Cholera epidemic spreads in Nigeria

By Trevor Johnstone
11 December 2001

A cholera epidemic has claimed over 1,000 lives in Nigeria. The disease has spread from Kano to a number of other states. No coordinated response has come from the federal government, and the state governments have been criticised for their slow and ineffective measures against the epidemic.

Nigerian Water Resources Minister Muktari Shagari admitted, “The highest price is often paid by the poor majority of people in terms of money to buy small quantities of water, calories expended to fetch water from distant sources, impaired health, diminished livelihoods and even lost lives.”

The north of Nigeria suffers epidemics of diseases such as cholera, measles and meningitis almost every year. Only five years ago, a cholera epidemic killed 1,342 people in the country.

The authorities in Kano, northern Nigeria’s most populous state, only admitted the scale of the recent cholera epidemic once it had already left over 700 dead and hospitalised thousands more. After weeks of denying the seriousness of the outbreak, which began in October and spread like wildfire through the narrow streets of the ancient city, the Kano state government finally admitted that it was facing a crisis. “The epidemic has been worse than we expected,” Kano state Health Commissioner Mansur Kabir said in an interview. After first insisting that the source of the outbreak was badly-prepared food, Kabir was forced to admit that pollution in the public water system, for which the state government is responsible, was the probable cause of the outbreak.

For years, Kano, an ancient trading city of stone and mud-built houses, has suffered a series of epidemics because of its poor sanitation and polluted drinking water. The only year Kano was free of disease was in 1997, but the year before there was a triple epidemic, with almost 15,000 people suffering from cerebrospinal meningitis. At the peak of that crisis over 240 victims were dying daily. At the same time, another 1,390 patients were treated for cholera and thousands for measles.

At the end of November, cholera spread to Jigawa state, Kano’s northeastern neighbour. Jigawa is in the extreme north of Nigeria, where outbreaks of cholera and meningitis are common in the dry season. Health officials blame the spread of the disease on poor sanitation and overcrowding in poorly ventilated buildings.

The permanent secretary in the Ministry of Health, Ladi Ibrahim, told journalists that hundreds of people affected by cholera have been streaming into hospitals in the local government areas of Bredum, Kakawe, Birnin, Kudu, Kumawe and Sule Tankarka. Although she did say how many had died, the death toll was already more than 100 at the end of November. A senior medical officer at Kazaure hospital, who asked not to be named, told a Reuters reporter, “At least 10 people, most of them children, have died within the one hour or so that you have been here,”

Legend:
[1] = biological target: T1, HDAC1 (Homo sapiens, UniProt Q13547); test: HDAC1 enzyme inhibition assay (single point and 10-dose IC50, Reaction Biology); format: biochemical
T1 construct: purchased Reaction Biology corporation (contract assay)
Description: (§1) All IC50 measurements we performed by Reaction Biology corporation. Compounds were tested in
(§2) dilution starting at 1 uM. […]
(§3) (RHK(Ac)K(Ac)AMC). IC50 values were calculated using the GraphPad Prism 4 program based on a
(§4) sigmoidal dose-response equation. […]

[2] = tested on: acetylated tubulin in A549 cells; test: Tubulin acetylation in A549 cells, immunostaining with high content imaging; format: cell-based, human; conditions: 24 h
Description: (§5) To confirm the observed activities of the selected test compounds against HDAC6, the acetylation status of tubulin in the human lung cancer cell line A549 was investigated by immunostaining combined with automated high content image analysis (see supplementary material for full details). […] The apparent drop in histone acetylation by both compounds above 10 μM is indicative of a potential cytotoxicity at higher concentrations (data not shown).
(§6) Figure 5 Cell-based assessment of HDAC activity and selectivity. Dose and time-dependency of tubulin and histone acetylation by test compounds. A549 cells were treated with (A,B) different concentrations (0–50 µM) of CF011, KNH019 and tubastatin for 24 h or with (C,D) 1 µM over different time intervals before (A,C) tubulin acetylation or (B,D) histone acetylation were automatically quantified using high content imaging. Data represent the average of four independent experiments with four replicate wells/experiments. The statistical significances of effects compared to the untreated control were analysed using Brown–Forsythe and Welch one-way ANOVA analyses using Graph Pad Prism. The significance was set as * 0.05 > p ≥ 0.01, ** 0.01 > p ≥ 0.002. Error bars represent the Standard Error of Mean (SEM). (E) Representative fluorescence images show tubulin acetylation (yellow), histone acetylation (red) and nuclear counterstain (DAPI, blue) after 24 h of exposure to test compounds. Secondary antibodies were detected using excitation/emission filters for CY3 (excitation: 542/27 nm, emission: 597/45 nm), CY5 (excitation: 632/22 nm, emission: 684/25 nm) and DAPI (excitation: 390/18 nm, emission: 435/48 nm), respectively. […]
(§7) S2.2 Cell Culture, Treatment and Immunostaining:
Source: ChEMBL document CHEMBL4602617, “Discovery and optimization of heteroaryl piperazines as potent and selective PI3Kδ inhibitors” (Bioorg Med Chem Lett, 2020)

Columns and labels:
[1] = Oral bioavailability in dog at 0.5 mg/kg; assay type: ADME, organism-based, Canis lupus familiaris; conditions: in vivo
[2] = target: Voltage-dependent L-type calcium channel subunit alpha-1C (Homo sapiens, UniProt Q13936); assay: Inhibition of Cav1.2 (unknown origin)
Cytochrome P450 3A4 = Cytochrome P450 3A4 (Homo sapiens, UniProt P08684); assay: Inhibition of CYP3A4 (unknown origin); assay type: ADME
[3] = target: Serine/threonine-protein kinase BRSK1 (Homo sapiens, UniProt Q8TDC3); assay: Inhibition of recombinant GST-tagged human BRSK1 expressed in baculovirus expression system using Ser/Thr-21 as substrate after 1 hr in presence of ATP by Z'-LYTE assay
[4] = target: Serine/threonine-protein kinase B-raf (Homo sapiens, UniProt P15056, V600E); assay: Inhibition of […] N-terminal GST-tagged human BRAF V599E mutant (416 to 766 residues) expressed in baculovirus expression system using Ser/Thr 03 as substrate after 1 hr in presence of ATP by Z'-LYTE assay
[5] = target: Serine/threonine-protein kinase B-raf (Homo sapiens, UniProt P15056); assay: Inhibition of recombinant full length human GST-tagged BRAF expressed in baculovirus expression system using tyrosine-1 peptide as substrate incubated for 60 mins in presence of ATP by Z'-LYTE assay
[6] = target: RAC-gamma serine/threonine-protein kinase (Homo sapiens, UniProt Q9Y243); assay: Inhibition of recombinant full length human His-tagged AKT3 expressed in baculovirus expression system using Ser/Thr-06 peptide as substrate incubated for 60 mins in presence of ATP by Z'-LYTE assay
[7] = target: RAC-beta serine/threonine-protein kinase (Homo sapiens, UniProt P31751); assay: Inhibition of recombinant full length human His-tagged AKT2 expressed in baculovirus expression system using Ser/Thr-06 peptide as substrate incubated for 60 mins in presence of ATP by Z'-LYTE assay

People in the worst hit district of Kazaure blamed the regional authorities for the rapid spread of the disease. Usman Bello, who lost a child to the disease, said, “The government’s nonchalant attitude is responsible for the spread of the cholera epidemic in this area.”

In Kwara state, the cholera epidemic claimed at least 40 lives in five days, and another 22 people are still lying critically ill in hospital. In Moro local government area of the state, seven pupils of primary and post primary schools are among the victims. All primary and secondary schools in the area have been closed indefinitely to avoid further spread of the disease.

Cholera is an acute intestinal infection that causes severe vomiting and diarrhoea, leading to serious dehydration and can be fatal if not properly treated. However, if an infected person is given the proper fluids as soon as the first symptoms appear, the disease can be completely cured. A mixture of sugar and certain essential salts must be mixed with clean water and be taken in large quantities to replace what the body has lost. If the patient is rehydrated as soon as possible, the death rate is less than one percent.

It is an indictment of both the Nigerian government and its Western backers that despite the simplicity of the cure, hundreds and sometimes thousands of people in Nigeria die every year from this disease. Access to clean water is a basic human necessity that is denied to 61 percent of Nigeria’s population. Spending on health accounts for just 0.2 percent of GDP. Just over 70 percent of the population live on less than $1 a day, while fully 90.8 percent live on less than $2 a day. Nearly two fifths of Nigeria’s children suffer from malnutrition.

When President Obasanjo was elected to head a civilian administration in 1999, he received backing from the US and the other major powers. Behind all the verbiage about democracy and transparency, however, his top priority has been to guarantee the debt repayments to the Western banks. Nigeria has large deposits of oil, from which hundreds of millions of dollars are made every day, the majority going straight into the coffers of Shell and other transnational oil corporations. To Nigeria’s creditors in the Paris Club—to whom Nigeria owes over $30 billion, almost 100 percent of its Gross National Product—the provision of basic social amenities is anathema. Nigeria is forced to repay its creditors a total of $1.5 billion each year, around 17 times more than the total spending on health, and almost five times the amount spent on education. Two thirds of the country’s debt is owed to the Paris Club, with Britain, Germany, Japan and France the largest creditors.